If you didn’t know any better, you might assume that El Tucán—with its classic Havana style and glitzy aesthetic plucked straight from a bygone era—has been standing for decades. But the Brickell venue celebrates only its second anniversary this October. In those two short years, it has sparked a revival of Miami’s cabaret scene and renewed interest in live dance.
“[My mother] had asked me to take her out to a local, live Latin-music venue so that she could experience the culture—but nothing like that existed,” recalls Tucán owner and creator, Mathieu Massa. And so the idea for a true variety show—the type that helped make Cuba an international destination in the 1940s and ’50s—was born. Three research trips to the island later, the concept of El Tucán began to take shape: vintage glamour, classic Miami Art Deco and authentic Caribbean flare.
The live performance during dinner service remains Tucán’s biggest draw. Though it sticks to a standard format—short musical numbers followed by a live salsa show—it changes constantly, morphing through a collaborative effort between production coordinator Josue Garcia, the staff performers and Massa, who is not an owner who likes to watch from the sidelines. “We do a rehearsal every other week where the existing cast always has to come up with new numbers, new songs and new costumes,” says Massa. “Since the first part of the show is a lot of small numbers, we can easily integrate a new number any time we want.” Those rapid-fire performances often bounce from dance to burlesque to live music, mingling Cuban culture with pop acts and sexy choreography.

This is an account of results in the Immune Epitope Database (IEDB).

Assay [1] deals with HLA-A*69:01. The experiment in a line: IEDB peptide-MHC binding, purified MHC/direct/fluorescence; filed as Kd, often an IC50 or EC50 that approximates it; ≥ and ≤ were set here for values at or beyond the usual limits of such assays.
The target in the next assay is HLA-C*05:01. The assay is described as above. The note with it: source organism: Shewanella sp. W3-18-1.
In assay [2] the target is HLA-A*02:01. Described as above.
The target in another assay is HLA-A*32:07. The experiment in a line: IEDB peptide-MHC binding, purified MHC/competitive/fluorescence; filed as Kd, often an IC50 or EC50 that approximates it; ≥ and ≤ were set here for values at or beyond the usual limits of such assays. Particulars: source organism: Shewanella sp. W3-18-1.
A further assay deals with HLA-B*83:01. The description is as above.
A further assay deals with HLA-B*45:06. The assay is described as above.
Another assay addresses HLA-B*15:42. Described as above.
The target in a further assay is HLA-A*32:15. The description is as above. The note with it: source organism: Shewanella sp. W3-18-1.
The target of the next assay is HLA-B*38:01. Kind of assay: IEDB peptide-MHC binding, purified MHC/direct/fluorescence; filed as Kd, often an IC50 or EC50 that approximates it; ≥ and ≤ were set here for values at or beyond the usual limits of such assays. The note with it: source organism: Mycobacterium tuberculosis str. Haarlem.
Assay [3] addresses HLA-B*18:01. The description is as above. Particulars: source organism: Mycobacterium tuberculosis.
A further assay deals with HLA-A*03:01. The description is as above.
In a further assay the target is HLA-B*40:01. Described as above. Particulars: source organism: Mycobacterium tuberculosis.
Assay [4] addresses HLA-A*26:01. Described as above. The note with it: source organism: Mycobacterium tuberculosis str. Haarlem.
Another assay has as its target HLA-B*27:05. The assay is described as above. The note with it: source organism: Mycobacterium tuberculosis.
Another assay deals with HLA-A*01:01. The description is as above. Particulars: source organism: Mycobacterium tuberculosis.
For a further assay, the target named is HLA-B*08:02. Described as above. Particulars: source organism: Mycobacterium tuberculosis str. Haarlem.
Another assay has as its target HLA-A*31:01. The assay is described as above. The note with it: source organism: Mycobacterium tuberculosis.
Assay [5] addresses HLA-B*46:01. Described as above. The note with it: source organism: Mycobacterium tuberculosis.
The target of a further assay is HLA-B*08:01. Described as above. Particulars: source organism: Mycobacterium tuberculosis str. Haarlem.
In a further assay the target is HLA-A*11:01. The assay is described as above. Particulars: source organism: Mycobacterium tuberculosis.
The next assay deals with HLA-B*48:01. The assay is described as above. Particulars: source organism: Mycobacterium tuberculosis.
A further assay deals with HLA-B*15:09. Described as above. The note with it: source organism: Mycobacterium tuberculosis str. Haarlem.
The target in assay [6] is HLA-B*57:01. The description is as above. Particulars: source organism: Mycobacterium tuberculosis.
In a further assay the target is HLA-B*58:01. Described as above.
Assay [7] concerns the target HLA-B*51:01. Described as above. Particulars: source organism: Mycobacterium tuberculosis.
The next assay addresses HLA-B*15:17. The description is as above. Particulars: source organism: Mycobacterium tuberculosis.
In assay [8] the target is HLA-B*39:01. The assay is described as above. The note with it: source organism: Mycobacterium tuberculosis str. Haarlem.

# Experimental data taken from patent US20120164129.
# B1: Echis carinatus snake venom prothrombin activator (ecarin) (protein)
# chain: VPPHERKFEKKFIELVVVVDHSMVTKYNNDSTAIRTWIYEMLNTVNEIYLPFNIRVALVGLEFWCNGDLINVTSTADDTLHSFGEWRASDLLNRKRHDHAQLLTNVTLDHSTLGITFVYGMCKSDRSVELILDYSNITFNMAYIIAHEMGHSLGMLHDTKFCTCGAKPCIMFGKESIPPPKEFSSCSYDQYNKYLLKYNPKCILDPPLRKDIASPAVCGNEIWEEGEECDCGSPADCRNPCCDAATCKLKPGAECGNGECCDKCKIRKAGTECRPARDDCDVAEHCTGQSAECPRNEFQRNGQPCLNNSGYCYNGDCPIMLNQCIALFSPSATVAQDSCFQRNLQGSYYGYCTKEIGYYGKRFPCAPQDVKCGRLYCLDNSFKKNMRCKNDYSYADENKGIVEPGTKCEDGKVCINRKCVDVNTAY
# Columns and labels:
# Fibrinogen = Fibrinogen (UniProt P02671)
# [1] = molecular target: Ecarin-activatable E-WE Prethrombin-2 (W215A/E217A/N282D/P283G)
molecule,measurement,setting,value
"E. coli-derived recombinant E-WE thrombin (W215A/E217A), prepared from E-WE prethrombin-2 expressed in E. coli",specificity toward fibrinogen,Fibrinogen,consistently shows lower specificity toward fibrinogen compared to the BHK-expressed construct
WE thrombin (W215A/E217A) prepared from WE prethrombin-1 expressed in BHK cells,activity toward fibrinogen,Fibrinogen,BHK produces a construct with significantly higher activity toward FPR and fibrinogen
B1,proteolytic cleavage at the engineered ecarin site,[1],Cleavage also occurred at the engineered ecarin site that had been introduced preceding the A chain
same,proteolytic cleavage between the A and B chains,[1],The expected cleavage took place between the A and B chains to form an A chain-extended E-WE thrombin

But you can always expect to see a few constants throughout the night. The venue’s three in-house dancers, the Tucánettes, will always sway their way across the stage. Miami’s own Yoli Mayor pops up twice throughout the show to belt out covers of soul classics. And at the midway point, there is usually a racy cabaret number, complete with twirling nipple tassels, to get the crowd’s blood pumping.
Yet none of this really marks the climax of the show, which comes after the performers have gathered onstage to take a final bow. The curtains come up to reveal a live band—like Grammy-winning composer Marlow Rosado with the Tucán Band—and patrons go from observers to participants. Chairs fly to the side as the audience—which includes Miamians on a date and tourists whose only experience with salsa is the kind that comes from a jar—rushes to the dance floor near the stage. The result is a beautiful mishmash of culture that is as perfect a metaphor for this city as anything that happens onstage.
It’s always a favorite moment in the show for Teresa Cesario, the lead emcee at El Tucán, who is charged with making sure the audience is fully warmed up for its shining moment. “It’s a Latin cabaret, owned by French men, hosted by an Italian from Chicago,” she muses. “The experience is so, so Miami.”
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